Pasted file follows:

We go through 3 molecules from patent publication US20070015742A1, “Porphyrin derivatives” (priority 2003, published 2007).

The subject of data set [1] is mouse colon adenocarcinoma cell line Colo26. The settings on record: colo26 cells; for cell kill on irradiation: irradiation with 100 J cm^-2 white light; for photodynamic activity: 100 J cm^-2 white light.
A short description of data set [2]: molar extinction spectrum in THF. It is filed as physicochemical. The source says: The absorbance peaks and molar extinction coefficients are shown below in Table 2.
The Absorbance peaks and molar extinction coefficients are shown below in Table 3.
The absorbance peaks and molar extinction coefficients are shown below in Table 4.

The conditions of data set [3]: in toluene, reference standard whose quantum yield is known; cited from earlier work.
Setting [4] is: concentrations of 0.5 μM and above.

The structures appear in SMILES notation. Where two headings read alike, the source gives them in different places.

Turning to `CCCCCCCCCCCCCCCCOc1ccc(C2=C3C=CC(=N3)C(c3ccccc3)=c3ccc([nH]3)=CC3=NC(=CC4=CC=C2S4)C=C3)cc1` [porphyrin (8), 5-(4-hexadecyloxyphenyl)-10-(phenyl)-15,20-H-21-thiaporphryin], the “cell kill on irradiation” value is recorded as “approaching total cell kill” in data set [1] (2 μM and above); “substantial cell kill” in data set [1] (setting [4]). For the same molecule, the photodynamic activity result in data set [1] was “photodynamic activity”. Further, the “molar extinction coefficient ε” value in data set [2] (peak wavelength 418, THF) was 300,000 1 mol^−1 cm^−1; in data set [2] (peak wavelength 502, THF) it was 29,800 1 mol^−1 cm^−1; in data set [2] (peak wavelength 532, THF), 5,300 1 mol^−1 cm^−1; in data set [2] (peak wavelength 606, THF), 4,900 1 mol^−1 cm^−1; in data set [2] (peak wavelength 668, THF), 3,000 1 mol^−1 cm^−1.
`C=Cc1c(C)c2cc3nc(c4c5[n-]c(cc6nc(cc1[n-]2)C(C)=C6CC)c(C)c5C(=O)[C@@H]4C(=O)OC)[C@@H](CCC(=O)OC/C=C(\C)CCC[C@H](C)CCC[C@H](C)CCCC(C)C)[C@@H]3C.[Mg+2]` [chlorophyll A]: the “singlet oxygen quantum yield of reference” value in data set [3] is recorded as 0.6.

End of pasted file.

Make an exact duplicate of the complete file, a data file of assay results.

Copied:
We go through 3 molecules from patent publication US20070015742A1, “Porphyrin derivatives” (priority 2003, published 2007).

The subject of data set [1] is mouse colon adenocarcinoma cell line Colo26. The settings on record: colo26 cells; for cell kill on irradiation: irradiation with 100 J cm^-2 white light; for photodynamic activity: 100 J cm^-2 white light.
A short description of data set [2]: molar extinction spectrum in THF. It is filed as physicochemical. The source says: The absorbance peaks and molar extinction coefficients are shown below in Table 2.
The Absorbance peaks and molar extinction coefficients are shown below in Table 3.
The absorbance peaks and molar extinction coefficients are shown below in Table 4.

The conditions of data set [3]: in toluene, reference standard whose quantum yield is known; cited from earlier work.
Setting [4] is: concentrations of 0.5 μM and above.

The structures appear in SMILES notation. Where two headings read alike, the source gives them in different places.

Turning to `CCCCCCCCCCCCCCCCOc1ccc(C2=C3C=CC(=N3)C(c3ccccc3)=c3ccc([nH]3)=CC3=NC(=CC4=CC=C2S4)C=C3)cc1` [porphyrin (8), 5-(4-hexadecyloxyphenyl)-10-(phenyl)-15,20-H-21-thiaporphryin], the “cell kill on irradiation” value is recorded as “approaching total cell kill” in data set [1] (2 μM and above); “substantial cell kill” in data set [1] (setting [4]). For the same molecule, the photodynamic activity result in data set [1] was “photodynamic activity”. Further, the “molar extinction coefficient ε” value in data set [2] (peak wavelength 418, THF) was 300,000 1 mol^−1 cm^−1; in data set [2] (peak wavelength 502, THF) it was 29,800 1 mol^−1 cm^−1; in data set [2] (peak wavelength 532, THF), 5,300 1 mol^−1 cm^−1; in data set [2] (peak wavelength 606, THF), 4,900 1 mol^−1 cm^−1; in data set [2] (peak wavelength 668, THF), 3,000 1 mol^−1 cm^−1.
`C=Cc1c(C)c2cc3nc(c4c5[n-]c(cc6nc(cc1[n-]2)C(C)=C6CC)c(C)c5C(=O)[C@@H]4C(=O)OC)[C@@H](CCC(=O)OC/C=C(\C)CCC[C@H](C)CCC[C@H](C)CCCC(C)C)[C@@H]3C.[Mg+2]` [chlorophyll A]: the “singlet oxygen quantum yield of reference” value in data set [3] is recorded as 0.6.